Cooper Finds Solid Ground With Werribee

27 May 2021

Most days Nathan Cooper can be found scaling some of Melbourne’s biggest buildings, on weekends he’s a key part of one of the best defensive units in the VFL.   

Hanging from skyscrapers cleaning windows is a job he started in Sydney in 2016 while studying civil engineering and project management. In fact, he was several stories up the very first time he and coach Michael Barlow spoke. 

At that moment Barlow knew little about Cooper who had been recruited by Choco Williams. And he probably wasn’t the only one, Cooper a New South Welshman, grew up playing rugby and initially lined up as a forward when he switched codes as a teenager. 

But it’s as a defender that Cooper has come into his own, and if people didn’t know much about him a few months ago, they likely do now after his performances through rounds 1-6. 

Cooper is in his first season at Werribee and first at VFL level after 2020 was lost to COVID. 

It’s been a winding road back to state league football for the 23-year-old who grew up in Sydney and played four seasons in the NEAFL, the first two with the Swans Reserves having come through their academy, before spending a further two years with Sydney University. 

There was also a season playing in country Victoria for Wangaratta Rovers in the Ovens and Murray league under former Swan Darryn Cresswell, which was the catalyst for a move to Melbourne a year and a half ago. 

Cooper initially signed with Richmond VFL, but when last season was cancelled without a match being played, he cut ties with the Tigers and made his way to Avalon Airport Oval. 

The switch came at the recommendation of former Werribee players Ryan Hebron who was a teammate of Cooper in Sydney and Alex Marklew who he played with in Wangaratta. 

After the first month and a half of the season Cooper could be considered Werribee’s recruit of the year, earning high praise from coach Mick Barlow.

“Nathan is a player that’s come to our club for more consistent VFL opportunities which he’s gained through a really good preseason,” Barlow said.  He was here when I arrived but what Choco (Williams) saw in him was a hard-nosed key defender that could add to what we already had with (Nick) Coughlan and (Max) Spencer.

“Accountability to role is a real strength of his and competing one-one-one where he is able to win or half contests and follow up at ground level where he’s very agile and nimble.  He is rarely beaten which we saw across the preseason and then into our first few games.”

To date Cooper has lined-up on the opposition’s most dangerous forward each week and is a big reason why Werribee is only conceding a messily 50.5 points per game.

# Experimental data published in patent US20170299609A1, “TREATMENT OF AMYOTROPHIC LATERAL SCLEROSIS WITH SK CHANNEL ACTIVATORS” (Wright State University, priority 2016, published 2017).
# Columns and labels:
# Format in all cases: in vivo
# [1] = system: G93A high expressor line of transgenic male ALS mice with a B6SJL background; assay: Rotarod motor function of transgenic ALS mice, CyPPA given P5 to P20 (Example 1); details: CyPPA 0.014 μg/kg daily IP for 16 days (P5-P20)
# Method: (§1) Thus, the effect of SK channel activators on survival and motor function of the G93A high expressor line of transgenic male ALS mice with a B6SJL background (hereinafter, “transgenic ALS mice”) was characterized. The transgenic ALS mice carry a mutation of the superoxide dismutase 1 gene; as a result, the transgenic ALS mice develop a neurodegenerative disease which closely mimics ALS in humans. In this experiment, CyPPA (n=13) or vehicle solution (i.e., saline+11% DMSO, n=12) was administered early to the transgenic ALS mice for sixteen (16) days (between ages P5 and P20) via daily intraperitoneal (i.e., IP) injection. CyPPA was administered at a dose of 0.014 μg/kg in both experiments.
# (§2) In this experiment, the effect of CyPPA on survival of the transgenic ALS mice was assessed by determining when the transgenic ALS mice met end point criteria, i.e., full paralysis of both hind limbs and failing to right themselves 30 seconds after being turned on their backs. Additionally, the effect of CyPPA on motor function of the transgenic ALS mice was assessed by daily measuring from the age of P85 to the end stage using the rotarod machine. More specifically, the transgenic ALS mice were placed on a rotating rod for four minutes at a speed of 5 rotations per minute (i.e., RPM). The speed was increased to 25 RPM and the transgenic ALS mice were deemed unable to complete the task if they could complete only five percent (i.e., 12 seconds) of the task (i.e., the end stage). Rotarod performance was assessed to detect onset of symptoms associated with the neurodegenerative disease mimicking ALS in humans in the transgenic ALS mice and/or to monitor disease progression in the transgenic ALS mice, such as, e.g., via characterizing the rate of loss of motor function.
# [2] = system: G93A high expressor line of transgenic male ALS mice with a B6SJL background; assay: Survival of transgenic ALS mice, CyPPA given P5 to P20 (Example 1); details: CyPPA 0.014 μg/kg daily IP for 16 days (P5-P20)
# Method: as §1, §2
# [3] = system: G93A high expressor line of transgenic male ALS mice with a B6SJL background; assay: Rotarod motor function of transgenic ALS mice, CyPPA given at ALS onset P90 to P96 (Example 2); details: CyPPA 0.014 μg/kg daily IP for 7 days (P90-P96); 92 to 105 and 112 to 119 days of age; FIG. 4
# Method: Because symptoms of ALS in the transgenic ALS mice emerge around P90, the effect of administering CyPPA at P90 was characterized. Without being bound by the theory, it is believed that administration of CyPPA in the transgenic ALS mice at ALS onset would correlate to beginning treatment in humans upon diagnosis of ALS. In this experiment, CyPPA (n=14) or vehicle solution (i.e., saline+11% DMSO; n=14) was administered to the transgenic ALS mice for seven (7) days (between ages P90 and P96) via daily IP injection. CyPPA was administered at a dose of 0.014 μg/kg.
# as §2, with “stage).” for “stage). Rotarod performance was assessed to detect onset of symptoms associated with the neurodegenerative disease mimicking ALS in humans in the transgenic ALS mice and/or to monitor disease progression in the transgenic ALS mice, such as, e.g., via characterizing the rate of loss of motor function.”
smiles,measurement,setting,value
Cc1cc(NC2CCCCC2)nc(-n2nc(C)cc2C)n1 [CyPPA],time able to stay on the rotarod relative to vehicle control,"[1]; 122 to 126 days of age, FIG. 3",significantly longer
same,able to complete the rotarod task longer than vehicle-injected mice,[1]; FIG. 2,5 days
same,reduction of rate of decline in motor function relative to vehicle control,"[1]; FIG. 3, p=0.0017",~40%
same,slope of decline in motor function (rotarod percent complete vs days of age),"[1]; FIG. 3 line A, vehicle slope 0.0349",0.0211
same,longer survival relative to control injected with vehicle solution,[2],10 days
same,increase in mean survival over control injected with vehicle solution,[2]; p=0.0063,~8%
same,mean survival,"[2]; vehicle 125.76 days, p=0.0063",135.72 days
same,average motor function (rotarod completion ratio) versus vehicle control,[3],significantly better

He was brilliant matching up on taller opponents in Collingwood’s Mason Cox and Richmond’s Callum Coleman-Jones in rounds one and three and just as good on Williamstown’s Nick Rodda in round two. 

Cooper featured in Werribee’s best players in the each of the first three games before putting in more strong showings at Box Hill and against the Northern Bullants.  He said his early form has come on the back of a big preseason.

“I felt I had a really strong preseason, I put on 7kgs from mid-January to about round one and got my body right which has helped in my role locking down the big forwards,” he said.  I’m a lot more mature playing state footy this time round and just more physically prepared for it.

“It has also helped coming into an environment at the club where the backs have really gelled from the first practice match.  I’ve been really comfortable in the back six, we’ve been able to play some pretty good footy down there and even from round one to now, that connection has been really good.”

At 195cm and 95kg Cooper’s physique is comparable to key defenders at AFL level. 

“He’s aspirational and wants to go to the next level and he’s identified what he’s got to do to help get there,” Barlow said.  He’s got to be capable of playing on a guy like Tom Hawkins, or as he has shown for us, the taller skinny guys that have a bit more reach.

“Against those guys he can use his physicality in the contest to mask that height deficiency that he’ll sometimes have.  With ball in hand he’s improved a bucket load, we don’t want him to be something he’s not with the ball, but at the moment he makes really good and sound decisions.”

With 11 games left in the home and away season Cooper plans to continue to be Werribee’s rock on the last line, doing his job without any real fuss, just like he does outside of footy. 

“I’m just trying to really enjoy my footy, play my role for the team each week and hopefully win a flag at the end of it,” he said.

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